|Updated: 8/30 10:45 am
||Published: 8/29 4:06 pm
The State Department of Education released test scores to area districts on Wednesday.
Officials said grades five, eight, and some high school scores had severe drops.
State Superintendent Janet Barresi attributed the drop in scores to "more rigorous standards."
Districts like Sapulpa got their scores on Wednesday.
FOX23's Sharon Phillips sat down with Sapulpa Superintendent Kevin Burr, who said the problems lay with computers problems.
Burr said he was initially troubled when his school got their scores.
"We were initially concerned when we saw the scores until we heard there was a cut score change," he said.
Bur said that's a vital piece of information his schools would have preferred to have had before testing began.
"What used to be an A at 90 percent is no longer an A at 90. It's like moving the scale to 95," he said.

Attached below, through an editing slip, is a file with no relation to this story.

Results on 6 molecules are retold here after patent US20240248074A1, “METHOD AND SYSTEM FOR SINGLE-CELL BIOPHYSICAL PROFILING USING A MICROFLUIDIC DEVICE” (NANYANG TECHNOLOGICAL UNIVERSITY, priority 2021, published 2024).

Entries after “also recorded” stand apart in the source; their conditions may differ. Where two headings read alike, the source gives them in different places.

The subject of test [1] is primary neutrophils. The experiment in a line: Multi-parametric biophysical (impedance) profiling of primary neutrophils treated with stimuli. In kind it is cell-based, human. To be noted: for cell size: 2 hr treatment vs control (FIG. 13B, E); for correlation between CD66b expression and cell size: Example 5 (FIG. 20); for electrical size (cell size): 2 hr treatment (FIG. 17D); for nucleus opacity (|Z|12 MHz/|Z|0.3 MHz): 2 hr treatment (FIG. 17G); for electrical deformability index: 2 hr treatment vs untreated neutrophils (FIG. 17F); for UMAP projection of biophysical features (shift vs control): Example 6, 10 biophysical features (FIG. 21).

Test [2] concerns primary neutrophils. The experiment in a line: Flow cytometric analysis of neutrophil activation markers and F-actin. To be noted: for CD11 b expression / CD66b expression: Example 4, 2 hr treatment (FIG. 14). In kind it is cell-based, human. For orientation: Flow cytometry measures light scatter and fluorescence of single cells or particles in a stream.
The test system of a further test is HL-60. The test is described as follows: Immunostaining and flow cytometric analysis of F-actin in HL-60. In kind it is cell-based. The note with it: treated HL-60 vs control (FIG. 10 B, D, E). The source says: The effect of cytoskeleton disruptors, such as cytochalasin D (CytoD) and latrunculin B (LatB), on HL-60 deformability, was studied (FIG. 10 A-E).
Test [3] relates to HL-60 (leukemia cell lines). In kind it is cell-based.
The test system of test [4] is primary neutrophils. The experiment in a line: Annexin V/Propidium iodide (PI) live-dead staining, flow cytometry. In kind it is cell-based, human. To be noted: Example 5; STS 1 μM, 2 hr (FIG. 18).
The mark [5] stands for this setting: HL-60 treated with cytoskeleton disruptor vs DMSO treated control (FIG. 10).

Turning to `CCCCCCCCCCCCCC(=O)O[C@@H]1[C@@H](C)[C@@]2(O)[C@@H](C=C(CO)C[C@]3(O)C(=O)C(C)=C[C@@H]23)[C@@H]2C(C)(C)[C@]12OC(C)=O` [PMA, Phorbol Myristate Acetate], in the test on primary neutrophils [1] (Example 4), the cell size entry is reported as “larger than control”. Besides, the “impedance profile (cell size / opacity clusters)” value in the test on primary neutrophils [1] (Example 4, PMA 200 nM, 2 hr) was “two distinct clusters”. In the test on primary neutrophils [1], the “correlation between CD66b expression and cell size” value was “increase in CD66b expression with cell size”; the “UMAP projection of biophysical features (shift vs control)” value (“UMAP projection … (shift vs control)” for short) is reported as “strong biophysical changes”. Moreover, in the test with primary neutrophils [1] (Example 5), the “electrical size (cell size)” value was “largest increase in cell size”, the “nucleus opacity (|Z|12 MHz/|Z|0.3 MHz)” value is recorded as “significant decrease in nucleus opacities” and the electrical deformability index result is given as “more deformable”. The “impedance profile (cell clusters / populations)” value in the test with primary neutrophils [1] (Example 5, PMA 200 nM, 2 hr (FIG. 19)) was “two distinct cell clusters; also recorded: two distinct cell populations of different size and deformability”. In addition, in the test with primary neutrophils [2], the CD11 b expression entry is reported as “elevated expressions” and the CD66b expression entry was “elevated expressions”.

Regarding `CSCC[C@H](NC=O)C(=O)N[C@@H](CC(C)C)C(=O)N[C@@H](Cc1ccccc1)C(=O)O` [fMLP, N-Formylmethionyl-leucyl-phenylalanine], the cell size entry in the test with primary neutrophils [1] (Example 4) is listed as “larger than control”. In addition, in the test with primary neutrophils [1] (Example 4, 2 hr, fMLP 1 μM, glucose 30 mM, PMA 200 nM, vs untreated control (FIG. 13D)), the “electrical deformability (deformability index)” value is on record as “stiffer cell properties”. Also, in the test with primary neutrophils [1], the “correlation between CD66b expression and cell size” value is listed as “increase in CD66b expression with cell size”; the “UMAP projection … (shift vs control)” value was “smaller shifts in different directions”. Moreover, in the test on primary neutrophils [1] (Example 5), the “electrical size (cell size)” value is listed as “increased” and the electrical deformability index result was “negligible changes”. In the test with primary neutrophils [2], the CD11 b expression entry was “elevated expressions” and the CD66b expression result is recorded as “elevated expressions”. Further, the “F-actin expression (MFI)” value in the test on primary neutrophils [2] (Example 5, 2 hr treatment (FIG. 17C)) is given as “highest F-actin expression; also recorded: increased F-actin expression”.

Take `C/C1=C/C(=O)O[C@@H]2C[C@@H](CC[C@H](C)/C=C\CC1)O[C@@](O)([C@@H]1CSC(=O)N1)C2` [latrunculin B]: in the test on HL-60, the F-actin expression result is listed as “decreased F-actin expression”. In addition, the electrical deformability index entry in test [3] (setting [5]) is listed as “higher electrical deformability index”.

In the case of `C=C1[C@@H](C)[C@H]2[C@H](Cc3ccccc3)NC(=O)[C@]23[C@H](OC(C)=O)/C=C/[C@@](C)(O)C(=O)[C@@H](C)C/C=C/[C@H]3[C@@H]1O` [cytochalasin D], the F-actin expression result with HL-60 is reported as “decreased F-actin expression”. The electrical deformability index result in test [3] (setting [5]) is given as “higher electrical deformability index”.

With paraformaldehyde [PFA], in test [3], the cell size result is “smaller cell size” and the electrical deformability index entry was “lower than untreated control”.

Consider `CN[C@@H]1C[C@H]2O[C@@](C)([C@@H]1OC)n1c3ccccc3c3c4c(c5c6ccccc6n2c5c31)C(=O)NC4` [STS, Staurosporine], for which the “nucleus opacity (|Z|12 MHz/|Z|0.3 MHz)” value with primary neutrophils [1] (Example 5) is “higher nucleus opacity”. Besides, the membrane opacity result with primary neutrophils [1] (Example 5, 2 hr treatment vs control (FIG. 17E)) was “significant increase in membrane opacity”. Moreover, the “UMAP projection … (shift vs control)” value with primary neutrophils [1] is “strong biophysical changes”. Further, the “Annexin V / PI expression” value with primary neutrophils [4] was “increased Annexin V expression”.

Because of this, a percentage of his students that are meeting the goal of proficiency will now decline.
"If you used the same cut score from previous years, those proficiency levels would go up," he said.
Burr said the state's computer testing problems were also were a large contributing factor.
"We knew that the way that the students were tested and the problems that they had in their computerized tests were going to affect our scores," he said.
Because of these issues, he said his and other districts place little or no relevance on this year's scores.
Burr said his district places much more weight on standardized tests versus a cut score that is constantly changing.